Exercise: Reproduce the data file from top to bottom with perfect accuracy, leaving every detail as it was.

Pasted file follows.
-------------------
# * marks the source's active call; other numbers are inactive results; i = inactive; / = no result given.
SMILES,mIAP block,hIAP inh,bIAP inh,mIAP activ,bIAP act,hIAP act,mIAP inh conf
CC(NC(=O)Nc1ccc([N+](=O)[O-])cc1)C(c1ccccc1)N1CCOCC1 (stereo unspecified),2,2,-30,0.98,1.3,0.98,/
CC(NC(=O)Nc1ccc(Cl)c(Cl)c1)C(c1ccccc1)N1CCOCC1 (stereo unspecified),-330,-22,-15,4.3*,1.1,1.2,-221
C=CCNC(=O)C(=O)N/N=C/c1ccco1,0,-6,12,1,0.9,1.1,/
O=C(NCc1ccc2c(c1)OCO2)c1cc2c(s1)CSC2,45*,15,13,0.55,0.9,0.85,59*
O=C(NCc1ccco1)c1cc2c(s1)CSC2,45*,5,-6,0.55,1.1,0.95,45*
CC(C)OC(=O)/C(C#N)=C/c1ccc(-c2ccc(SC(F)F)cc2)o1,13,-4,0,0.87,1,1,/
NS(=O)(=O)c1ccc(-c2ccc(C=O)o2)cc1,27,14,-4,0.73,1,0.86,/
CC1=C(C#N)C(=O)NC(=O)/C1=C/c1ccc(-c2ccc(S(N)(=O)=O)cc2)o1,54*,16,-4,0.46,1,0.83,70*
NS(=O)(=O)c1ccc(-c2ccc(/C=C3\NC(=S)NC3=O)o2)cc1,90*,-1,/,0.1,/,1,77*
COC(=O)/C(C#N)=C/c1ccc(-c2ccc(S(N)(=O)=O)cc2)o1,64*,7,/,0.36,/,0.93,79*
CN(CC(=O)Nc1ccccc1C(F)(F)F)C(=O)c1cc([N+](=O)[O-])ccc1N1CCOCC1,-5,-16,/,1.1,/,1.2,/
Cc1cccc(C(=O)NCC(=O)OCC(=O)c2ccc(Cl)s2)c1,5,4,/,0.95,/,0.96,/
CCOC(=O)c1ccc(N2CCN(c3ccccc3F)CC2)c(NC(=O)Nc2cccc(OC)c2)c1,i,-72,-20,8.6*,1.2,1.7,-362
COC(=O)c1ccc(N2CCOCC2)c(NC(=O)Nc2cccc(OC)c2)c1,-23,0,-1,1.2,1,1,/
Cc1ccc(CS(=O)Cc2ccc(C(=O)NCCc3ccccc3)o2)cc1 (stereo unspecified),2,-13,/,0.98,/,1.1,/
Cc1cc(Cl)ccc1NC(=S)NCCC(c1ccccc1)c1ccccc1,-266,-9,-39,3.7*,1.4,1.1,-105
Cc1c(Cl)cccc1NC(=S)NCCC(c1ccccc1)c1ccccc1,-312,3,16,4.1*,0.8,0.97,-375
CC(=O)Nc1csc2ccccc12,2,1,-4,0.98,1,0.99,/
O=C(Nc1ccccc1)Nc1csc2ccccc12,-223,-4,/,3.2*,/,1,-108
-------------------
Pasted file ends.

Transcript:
# * marks the source's active call; other numbers are inactive results; i = inactive; / = no result given.
SMILES,mIAP block,hIAP inh,bIAP inh,mIAP activ,bIAP act,hIAP act,mIAP inh conf
CC(NC(=O)Nc1ccc([N+](=O)[O-])cc1)C(c1ccccc1)N1CCOCC1 (stereo unspecified),2,2,-30,0.98,1.3,0.98,/
CC(NC(=O)Nc1ccc(Cl)c(Cl)c1)C(c1ccccc1)N1CCOCC1 (stereo unspecified),-330,-22,-15,4.3*,1.1,1.2,-221
C=CCNC(=O)C(=O)N/N=C/c1ccco1,0,-6,12,1,0.9,1.1,/
O=C(NCc1ccc2c(c1)OCO2)c1cc2c(s1)CSC2,45*,15,13,0.55,0.9,0.85,59*
O=C(NCc1ccco1)c1cc2c(s1)CSC2,45*,5,-6,0.55,1.1,0.95,45*
CC(C)OC(=O)/C(C#N)=C/c1ccc(-c2ccc(SC(F)F)cc2)o1,13,-4,0,0.87,1,1,/
NS(=O)(=O)c1ccc(-c2ccc(C=O)o2)cc1,27,14,-4,0.73,1,0.86,/
CC1=C(C#N)C(=O)NC(=O)/C1=C/c1ccc(-c2ccc(S(N)(=O)=O)cc2)o1,54*,16,-4,0.46,1,0.83,70*
NS(=O)(=O)c1ccc(-c2ccc(/C=C3\NC(=S)NC3=O)o2)cc1,90*,-1,/,0.1,/,1,77*
COC(=O)/C(C#N)=C/c1ccc(-c2ccc(S(N)(=O)=O)cc2)o1,64*,7,/,0.36,/,0.93,79*
CN(CC(=O)Nc1ccccc1C(F)(F)F)C(=O)c1cc([N+](=O)[O-])ccc1N1CCOCC1,-5,-16,/,1.1,/,1.2,/
Cc1cccc(C(=O)NCC(=O)OCC(=O)c2ccc(Cl)s2)c1,5,4,/,0.95,/,0.96,/
CCOC(=O)c1ccc(N2CCN(c3ccccc3F)CC2)c(NC(=O)Nc2cccc(OC)c2)c1,i,-72,-20,8.6*,1.2,1.7,-362
COC(=O)c1ccc(N2CCOCC2)c(NC(=O)Nc2cccc(OC)c2)c1,-23,0,-1,1.2,1,1,/
Cc1ccc(CS(=O)Cc2ccc(C(=O)NCCc3ccccc3)o2)cc1 (stereo unspecified),2,-13,/,0.98,/,1.1,/
Cc1cc(Cl)ccc1NC(=S)NCCC(c1ccccc1)c1ccccc1,-266,-9,-39,3.7*,1.4,1.1,-105
Cc1c(Cl)cccc1NC(=S)NCCC(c1ccccc1)c1ccccc1,-312,3,16,4.1*,0.8,0.97,-375
CC(=O)Nc1csc2ccccc12,2,1,-4,0.98,1,0.99,/
O=C(Nc1ccccc1)Nc1csc2ccccc12,-223,-4,/,3.2*,/,1,-108